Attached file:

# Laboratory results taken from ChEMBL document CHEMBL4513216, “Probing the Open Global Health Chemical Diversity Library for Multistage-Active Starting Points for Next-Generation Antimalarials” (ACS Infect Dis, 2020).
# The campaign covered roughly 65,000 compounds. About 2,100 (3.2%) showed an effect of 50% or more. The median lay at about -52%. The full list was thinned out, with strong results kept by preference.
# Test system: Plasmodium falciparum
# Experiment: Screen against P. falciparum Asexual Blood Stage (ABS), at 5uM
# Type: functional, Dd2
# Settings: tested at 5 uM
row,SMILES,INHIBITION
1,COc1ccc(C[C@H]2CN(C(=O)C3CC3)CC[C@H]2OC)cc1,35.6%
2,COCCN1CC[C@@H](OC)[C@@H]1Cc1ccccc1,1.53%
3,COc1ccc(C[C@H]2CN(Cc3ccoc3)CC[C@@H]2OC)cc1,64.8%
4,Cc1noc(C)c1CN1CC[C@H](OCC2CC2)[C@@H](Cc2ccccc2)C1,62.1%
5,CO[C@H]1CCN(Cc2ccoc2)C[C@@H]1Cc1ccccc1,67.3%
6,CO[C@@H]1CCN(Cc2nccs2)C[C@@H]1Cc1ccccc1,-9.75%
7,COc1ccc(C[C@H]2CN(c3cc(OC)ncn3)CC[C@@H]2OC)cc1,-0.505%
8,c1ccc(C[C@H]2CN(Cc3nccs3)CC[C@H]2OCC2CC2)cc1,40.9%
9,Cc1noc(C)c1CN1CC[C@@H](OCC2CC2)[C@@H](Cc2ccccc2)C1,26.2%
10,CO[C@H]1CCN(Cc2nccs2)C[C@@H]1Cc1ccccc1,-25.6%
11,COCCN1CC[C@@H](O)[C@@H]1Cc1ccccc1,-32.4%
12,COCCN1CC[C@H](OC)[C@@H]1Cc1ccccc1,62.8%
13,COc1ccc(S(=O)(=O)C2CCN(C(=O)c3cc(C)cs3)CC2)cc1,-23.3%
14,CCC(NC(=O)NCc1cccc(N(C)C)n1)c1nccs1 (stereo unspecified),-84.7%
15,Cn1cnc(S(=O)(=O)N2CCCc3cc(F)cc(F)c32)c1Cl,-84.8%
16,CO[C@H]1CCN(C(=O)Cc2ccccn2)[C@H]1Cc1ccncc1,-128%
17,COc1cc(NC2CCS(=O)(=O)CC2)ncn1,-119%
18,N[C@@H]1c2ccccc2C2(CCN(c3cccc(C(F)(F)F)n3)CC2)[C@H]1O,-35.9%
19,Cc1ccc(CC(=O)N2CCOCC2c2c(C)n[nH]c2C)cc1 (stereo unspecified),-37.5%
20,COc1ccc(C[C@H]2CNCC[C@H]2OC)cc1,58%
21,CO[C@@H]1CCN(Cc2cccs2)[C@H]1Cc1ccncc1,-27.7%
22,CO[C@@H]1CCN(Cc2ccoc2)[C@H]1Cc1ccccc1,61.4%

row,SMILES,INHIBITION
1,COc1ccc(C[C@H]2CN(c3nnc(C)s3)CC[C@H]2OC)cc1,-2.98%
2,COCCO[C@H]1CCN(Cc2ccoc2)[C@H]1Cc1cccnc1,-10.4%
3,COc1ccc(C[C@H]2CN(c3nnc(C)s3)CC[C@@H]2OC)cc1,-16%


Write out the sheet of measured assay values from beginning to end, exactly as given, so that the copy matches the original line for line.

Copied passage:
# Laboratory results taken from ChEMBL document CHEMBL4513216, “Probing the Open Global Health Chemical Diversity Library for Multistage-Active Starting Points for Next-Generation Antimalarials” (ACS Infect Dis, 2020).
# The campaign covered roughly 65,000 compounds. About 2,100 (3.2%) showed an effect of 50% or more. The median lay at about -52%. The full list was thinned out, with strong results kept by preference.
# Test system: Plasmodium falciparum
# Experiment: Screen against P. falciparum Asexual Blood Stage (ABS), at 5uM
# Type: functional, Dd2
# Settings: tested at 5 uM
row,SMILES,INHIBITION
1,COc1ccc(C[C@H]2CN(C(=O)C3CC3)CC[C@H]2OC)cc1,35.6%
2,COCCN1CC[C@@H](OC)[C@@H]1Cc1ccccc1,1.53%
3,COc1ccc(C[C@H]2CN(Cc3ccoc3)CC[C@@H]2OC)cc1,64.8%
4,Cc1noc(C)c1CN1CC[C@H](OCC2CC2)[C@@H](Cc2ccccc2)C1,62.1%
5,CO[C@H]1CCN(Cc2ccoc2)C[C@@H]1Cc1ccccc1,67.3%
6,CO[C@@H]1CCN(Cc2nccs2)C[C@@H]1Cc1ccccc1,-9.75%
7,COc1ccc(C[C@H]2CN(c3cc(OC)ncn3)CC[C@@H]2OC)cc1,-0.505%
8,c1ccc(C[C@H]2CN(Cc3nccs3)CC[C@H]2OCC2CC2)cc1,40.9%
9,Cc1noc(C)c1CN1CC[C@@H](OCC2CC2)[C@@H](Cc2ccccc2)C1,26.2%
10,CO[C@H]1CCN(Cc2nccs2)C[C@@H]1Cc1ccccc1,-25.6%
11,COCCN1CC[C@@H](O)[C@@H]1Cc1ccccc1,-32.4%
12,COCCN1CC[C@H](OC)[C@@H]1Cc1ccccc1,62.8%
13,COc1ccc(S(=O)(=O)C2CCN(C(=O)c3cc(C)cs3)CC2)cc1,-23.3%
14,CCC(NC(=O)NCc1cccc(N(C)C)n1)c1nccs1 (stereo unspecified),-84.7%
15,Cn1cnc(S(=O)(=O)N2CCCc3cc(F)cc(F)c32)c1Cl,-84.8%
16,CO[C@H]1CCN(C(=O)Cc2ccccn2)[C@H]1Cc1ccncc1,-128%
17,COc1cc(NC2CCS(=O)(=O)CC2)ncn1,-119%
18,N[C@@H]1c2ccccc2C2(CCN(c3cccc(C(F)(F)F)n3)CC2)[C@H]1O,-35.9%
19,Cc1ccc(CC(=O)N2CCOCC2c2c(C)n[nH]c2C)cc1 (stereo unspecified),-37.5%
20,COc1ccc(C[C@H]2CNCC[C@H]2OC)cc1,58%
21,CO[C@@H]1CCN(Cc2cccs2)[C@H]1Cc1ccncc1,-27.7%
22,CO[C@@H]1CCN(Cc2ccoc2)[C@H]1Cc1ccccc1,61.4%

row,SMILES,INHIBITION
1,COc1ccc(C[C@H]2CN(c3nnc(C)s3)CC[C@H]2OC)cc1,-2.98%
2,COCCO[C@H]1CCN(Cc2ccoc2)[C@H]1Cc1cccnc1,-10.4%
3,COc1ccc(C[C@H]2CN(c3nnc(C)s3)CC[C@@H]2OC)cc1,-16%